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Bersih Indonesia: End-to-End Household Waste Management System Trials Start in Malang Regency
January 11, 2024
  • One million residents to gain access to paid door-to-door, segregated household waste collection and processing services under Phase One

  • Aim is to pioneer a financially sustainable waste management system that serves as a blueprint for further scaling and replication across Indonesia

  • Malang Regency will establish a new public utility dedicated to municipal waste management operated by its Environmental Department

Malang, Indonesia, 11 January 2024 – The Malang Regency announced the kick-off for Phase One of the Bersih Indonesia: Eliminasi Sampah Plastik (Bersih Indonesia) programme, benefitting one million residents with new or improved waste management services. A landmark public-private partnership led by the Malang Regency and supported by the Coordinating Ministry for Maritime and Investment Affairs (Kemenko Marves), and the Alliance to End Plastic Waste (the “Alliance”), Bersih Indonesia aims to pioneer a self-sustaining and commercially viable system that can be further scaled and replicated across Indonesia.

A key element of the programme is the establishment of a public utility operated under the Regency’s Environment Department (Dinas Lingkungan Hidup/DLH) – one of the first in Indonesia’s waste management sector. Locally known as a Badan Layanan Umum Daerah (BLUD), the BLUD will assume full responsibility for the operations and maintenance of a comprehensive waste management system, from the development of critical infrastructure to providing household collection services. More importantly, this system enables the extraction, separation, and sale of recyclable materials including plastic, metal, glass, and paper. Through the BLUD, Bersih Indonesia is exploring the feasibility of recyclables as a potential new revenue stream that will go towards the continued operation and potential expansion of the system.

Tito Fibrianto Hadi Prasetya, Head of the Malang District Environment Service said, “One contributing factor to Indonesia’s plastic pollution challenge is a lack of end-to-end waste management services in many regions. We hope that Malang residents will support the Bersih Indonesia initiative by paying a fee which will not only be used to safely dispose of household waste but also be channelled towards the development of more advanced waste management and recycling facilities within the Regency. While this behavioural shift will take some time, it ultimately benefits the entire community by enabling a cleaner and healthier environment for all.”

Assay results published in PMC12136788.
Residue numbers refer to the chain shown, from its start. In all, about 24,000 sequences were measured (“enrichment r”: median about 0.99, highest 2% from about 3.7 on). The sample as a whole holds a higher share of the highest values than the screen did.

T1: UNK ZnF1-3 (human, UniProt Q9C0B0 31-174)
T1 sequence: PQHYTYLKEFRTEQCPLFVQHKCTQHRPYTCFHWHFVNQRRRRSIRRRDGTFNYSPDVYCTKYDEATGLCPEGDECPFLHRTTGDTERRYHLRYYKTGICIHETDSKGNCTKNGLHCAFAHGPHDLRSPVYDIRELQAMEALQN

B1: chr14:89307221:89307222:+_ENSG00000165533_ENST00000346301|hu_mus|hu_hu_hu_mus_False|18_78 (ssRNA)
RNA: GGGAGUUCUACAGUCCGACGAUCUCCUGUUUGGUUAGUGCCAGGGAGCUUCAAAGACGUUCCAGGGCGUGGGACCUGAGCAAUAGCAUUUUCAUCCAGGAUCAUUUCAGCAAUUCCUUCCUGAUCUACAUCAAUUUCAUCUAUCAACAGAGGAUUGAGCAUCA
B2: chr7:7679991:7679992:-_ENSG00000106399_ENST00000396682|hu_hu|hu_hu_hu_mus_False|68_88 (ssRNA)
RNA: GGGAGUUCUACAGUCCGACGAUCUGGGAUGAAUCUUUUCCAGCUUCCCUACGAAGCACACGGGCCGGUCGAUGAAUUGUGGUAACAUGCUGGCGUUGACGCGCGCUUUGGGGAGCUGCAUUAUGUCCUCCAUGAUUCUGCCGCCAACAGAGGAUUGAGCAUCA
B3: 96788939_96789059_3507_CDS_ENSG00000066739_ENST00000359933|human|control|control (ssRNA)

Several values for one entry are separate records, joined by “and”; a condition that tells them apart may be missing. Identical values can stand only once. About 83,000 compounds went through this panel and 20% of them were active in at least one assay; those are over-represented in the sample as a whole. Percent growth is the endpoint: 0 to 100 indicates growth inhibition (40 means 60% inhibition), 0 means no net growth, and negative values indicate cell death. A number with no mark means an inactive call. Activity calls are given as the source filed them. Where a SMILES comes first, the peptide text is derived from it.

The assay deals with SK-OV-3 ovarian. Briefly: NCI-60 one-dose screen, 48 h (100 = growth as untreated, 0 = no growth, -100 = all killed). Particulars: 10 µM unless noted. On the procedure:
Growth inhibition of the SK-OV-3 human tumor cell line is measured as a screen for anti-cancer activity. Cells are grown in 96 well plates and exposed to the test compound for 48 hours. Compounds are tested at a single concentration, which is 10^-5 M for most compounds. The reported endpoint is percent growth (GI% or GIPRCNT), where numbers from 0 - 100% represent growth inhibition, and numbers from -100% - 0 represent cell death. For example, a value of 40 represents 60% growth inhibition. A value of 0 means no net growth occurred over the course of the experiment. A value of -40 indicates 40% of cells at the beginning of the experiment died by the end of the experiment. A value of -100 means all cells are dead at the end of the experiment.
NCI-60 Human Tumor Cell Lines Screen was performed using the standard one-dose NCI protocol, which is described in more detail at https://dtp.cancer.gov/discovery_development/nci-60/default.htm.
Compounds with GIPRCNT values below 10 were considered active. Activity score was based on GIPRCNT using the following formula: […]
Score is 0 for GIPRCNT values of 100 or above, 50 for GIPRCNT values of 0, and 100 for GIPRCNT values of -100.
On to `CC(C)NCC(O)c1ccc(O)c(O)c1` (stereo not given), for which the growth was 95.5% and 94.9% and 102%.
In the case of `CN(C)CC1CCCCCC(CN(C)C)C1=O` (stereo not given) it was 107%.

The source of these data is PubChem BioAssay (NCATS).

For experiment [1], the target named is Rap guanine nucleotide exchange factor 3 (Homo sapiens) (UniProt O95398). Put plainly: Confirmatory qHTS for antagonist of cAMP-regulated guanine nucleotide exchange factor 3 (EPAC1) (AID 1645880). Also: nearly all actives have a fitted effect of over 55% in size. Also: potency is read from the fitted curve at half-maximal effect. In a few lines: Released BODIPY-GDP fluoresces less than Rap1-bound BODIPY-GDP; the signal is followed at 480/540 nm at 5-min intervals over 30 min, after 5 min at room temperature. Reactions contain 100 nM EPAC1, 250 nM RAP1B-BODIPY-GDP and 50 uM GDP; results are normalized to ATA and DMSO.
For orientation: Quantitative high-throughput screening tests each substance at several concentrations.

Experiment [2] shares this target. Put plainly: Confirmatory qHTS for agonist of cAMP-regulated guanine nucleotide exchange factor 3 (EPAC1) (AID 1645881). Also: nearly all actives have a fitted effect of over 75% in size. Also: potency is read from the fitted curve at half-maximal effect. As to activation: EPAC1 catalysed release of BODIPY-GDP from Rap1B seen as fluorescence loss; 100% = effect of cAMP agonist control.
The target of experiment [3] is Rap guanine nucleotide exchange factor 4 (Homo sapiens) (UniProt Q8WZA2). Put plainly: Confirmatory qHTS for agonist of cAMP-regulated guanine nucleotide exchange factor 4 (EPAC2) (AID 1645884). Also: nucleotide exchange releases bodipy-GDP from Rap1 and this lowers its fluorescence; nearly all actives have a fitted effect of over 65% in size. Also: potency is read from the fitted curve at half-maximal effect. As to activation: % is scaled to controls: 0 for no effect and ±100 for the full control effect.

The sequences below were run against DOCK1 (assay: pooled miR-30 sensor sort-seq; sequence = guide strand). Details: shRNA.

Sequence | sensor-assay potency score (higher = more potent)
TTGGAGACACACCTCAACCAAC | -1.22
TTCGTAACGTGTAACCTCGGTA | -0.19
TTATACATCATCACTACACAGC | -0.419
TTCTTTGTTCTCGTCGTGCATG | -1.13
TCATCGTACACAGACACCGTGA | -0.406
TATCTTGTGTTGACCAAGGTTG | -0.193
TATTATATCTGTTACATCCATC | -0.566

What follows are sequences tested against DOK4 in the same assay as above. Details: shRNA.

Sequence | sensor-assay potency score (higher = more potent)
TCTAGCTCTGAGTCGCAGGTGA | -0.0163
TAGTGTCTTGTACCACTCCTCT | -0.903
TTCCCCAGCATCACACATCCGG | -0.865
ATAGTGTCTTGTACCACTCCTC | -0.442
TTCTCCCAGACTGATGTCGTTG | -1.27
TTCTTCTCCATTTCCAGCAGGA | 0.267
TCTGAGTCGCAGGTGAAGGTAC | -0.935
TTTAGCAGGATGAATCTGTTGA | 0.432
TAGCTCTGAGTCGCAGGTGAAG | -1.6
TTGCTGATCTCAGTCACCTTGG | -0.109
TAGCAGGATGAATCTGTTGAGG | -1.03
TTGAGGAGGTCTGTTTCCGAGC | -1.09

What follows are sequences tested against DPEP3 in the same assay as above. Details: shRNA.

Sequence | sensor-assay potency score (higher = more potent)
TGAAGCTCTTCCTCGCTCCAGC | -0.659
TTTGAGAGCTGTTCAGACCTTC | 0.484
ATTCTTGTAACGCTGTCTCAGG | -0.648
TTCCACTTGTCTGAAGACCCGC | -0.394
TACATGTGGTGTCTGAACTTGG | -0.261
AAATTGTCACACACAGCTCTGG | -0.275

Under Phase One of the Bersih Indonesia programme in Malang, two Material Recovery Facilities (MRFs) and two transfer stations will be built over the next two years, with construction targeted to commence in Q2 2024. Completion of the first MRF built at the Paras Final Processing Site (Tempat Pemrosesan Akhir/TPA Paras) and the roll out of the BLUD paid household waste collection services is targeted to start in Q4 2024. Upon full Phase One operational capacity being reached:

  • Approximately one million residents will benefit from new or improved end-to-end waste management services;

  • More than 230,000 households across 170 villages will be included in the service roll-out;

  • More than 1,400 local jobs will be created;

  • Around 140,000 tonnes of municipal solid waste will be collected and processed annually including up to 20,000 tonnes of plastic waste; and

  • At least 10,000 tonnes of plastic waste will be recycled. This quantity is expected to increase as source segregation improves and local recycling options become available.

Based on observations and lessons learnt from Phase One, the Bersih Indonesia programme will potentially expand to cover the rest of Malang Regency. It is anticipated that three additional MRFs and transfer stations will be built to bring an effective waste management service for Malang Regency’s 2.6 million citizens. More information on Bersih Indonesia can be found here.

Galvanising the community to become agents of change